WARNING: Self-indulgent, pointlessly nostalgic post coming up.
Too many of my posts start with this caveat. I think I will stop saying this because I figured from a recent exercise that an overwhelming majority of my readers are 30-something nostalgia-buffs in general and Calcutta-sympathisers in specific! My dad tries to take up the average age a bit but my cousin in the US balances it out.
Okay, so I was watching Humjoli on television yesterday. Humjoli is a film on the torrid relationship that blossomed between two top Hollywood stars, while they were shooting for an action thriller. The full name of the film is Hum Jolie Tum Brad but it is usually not referred to.
Sigh - how many of you believed that? Apart from my sister, that is...
Well, Humjoli stars Jeetendra, Leena Chandravarkar and Pran. I have talked about it before as well.
The scene I started watching yesterday was the famous badminton song after which the heroine bids goodbye and leaves. Hint in the song: "Jaane do / Jaana hain..." Jeetu spouts a stream of sweet nothings. Now a bunch of goons armed with badminton racquets, approach Jeetu and taunt him. Sure enough, he fights them, twists their ankles, pokes them with his racquet and finally throws them off a bridge, which conveniently appears right next to the baddy (pun!) court.
Contemplate this: The hero romances the heroine, plays badminton with her (including an under-the-leg shot), dances in the rain, fights goons, mouths stupendous dialogues - all in the space of about 7 minutes. In the course of the full movie, he eats gaajar ka halwa, doesn't put on a kilo, defies the heroine's father, matches Mehmood's comic routine, sheds copious tears and probably gets into IIT as well. Maybe, not the last one...
AND he was not even one of the more heroic heroes!
In Aradhana, Rajesh Khanna sings loud enough to be heard by the heroine on a train, sings magnificently, impresses his boss enough to take his lover on a fighter plane (Mile High Club?), impresses his father-in-law, keeps his cool while seeing Sharmila in an orange towel, impregnates her in Attempt One, dies, gets reborn as his own son, gets shot down in Pakistan and escapes immediately afterwards!
In Shahenshah, Amitabh accepts bribe as a police officer, pummels a Olympic wrestler-sized goon, wears a 16-kilo iron arm-guard, sings songs with Meenakshi Sheshadri in hot pants, goes up in a hot-air balloon, sings brotherly songs with Supriya Pathak, drives a car in a hail of machine gun bullets and hangs the arch-villain in a court-room.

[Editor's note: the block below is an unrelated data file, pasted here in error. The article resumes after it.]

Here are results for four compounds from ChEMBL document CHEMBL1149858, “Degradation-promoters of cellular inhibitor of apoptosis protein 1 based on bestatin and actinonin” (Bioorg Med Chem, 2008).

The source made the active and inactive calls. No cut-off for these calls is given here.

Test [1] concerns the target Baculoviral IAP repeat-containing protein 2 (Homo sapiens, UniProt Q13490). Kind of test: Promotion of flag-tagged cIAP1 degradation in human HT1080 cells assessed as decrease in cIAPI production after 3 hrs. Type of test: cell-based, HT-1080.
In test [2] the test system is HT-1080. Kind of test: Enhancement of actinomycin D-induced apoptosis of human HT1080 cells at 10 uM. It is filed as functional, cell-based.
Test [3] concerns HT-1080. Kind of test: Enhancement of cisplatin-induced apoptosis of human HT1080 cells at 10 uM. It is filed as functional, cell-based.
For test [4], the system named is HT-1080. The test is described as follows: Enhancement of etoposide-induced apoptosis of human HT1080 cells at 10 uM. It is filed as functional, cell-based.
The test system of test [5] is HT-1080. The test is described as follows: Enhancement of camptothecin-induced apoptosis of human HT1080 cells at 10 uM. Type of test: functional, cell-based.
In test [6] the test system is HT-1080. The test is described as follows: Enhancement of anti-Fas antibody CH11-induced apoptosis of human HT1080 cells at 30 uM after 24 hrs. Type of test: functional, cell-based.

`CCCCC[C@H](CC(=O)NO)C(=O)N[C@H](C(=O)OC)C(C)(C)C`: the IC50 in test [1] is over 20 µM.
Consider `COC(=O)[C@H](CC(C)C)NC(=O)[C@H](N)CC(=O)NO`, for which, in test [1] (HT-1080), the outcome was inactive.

Look at Shammi Kapoor in Junglee and you know the hero is a paragon of virtue, masculinity, sartorial elegance and clean underwear.
Till about the early 90s, you had these multi-purpose heroes. Salman Khan in Maine Pyaar Kiya. Aamir Khan in Baazi. Sunny Deol in Ghayal. Amitabh Bachchan in Hum. Song-dance, melodrama, yellow drama, fighting, kiting - all in one huge paisa vasool adventure.
I think SRK spoilt the party by playing the villain. There was a thin line between anti-hero and villain. He crossed it. After that, we only had flawed heroes.
Look at SRK in Kabhi Alvida Na Kehna. He is a cantankerous footballer, who gets hit by a car and the car doesn't get a dent. And then, he limps into an adulterous affair. Contrast this with Amitabh in Silsila - another adulterous man, who first gained sympathy by marrying to save his brother's fiancee's honour. When he restarted the affair with his old flame, he made it look almost like a catharsis.
Look at Aamir Khan in Rang De Basanti. Somebody as handsome as he is can shoot the Defence Minister by spitting bullets at him. Instead, he got beaten up by a nameless constable in front of India Gate. The last time Amitabh got beaten up was by Vinod Khanna in Amar Akbar Anthony. Kishore Kumar got beaten up by Ashok Kumar. And at the worst, Dilip Kumar was whipped by Pran - at least a Grade A Villain.
The amount of effort SRK puts in a lighting a bulb for Swades is what Mithun needs to fight off the Martians and win the National Disco Championship - on the same evening.
Sometimes, it gets worse. The heroic guys are the villains! Hrithik in Dhoom 2. Aamir Khan in Fanaa.
Where are those guys who will not miss a penalty against Pakistan?
When will gold smuggling be perfectly justifiable - as long as the hero refuses drug trafficking?
How can I get a guy to sing a song with his lady love and then beat up eve-teasers in the same breath?
And in these times of economic boom, will I ever hear those words - "Maa, main pass ho gaya" - just before the mom goes in front of the dad's portrait and breaks into a soliloquy?
Damn, I so miss Uttam Kumar.
In only one movie, he acted in Othello, dribbled barefoot past seven English footballers, romanced Suchitra Sen, passed Medical with flying colours, converted to Christianity and found a pothole-free road in Bengal to drive his bike on AND sing a song.
I know all her contemporaries are cringing at this senile rambling, but Nilendu - you agree with me, don't you?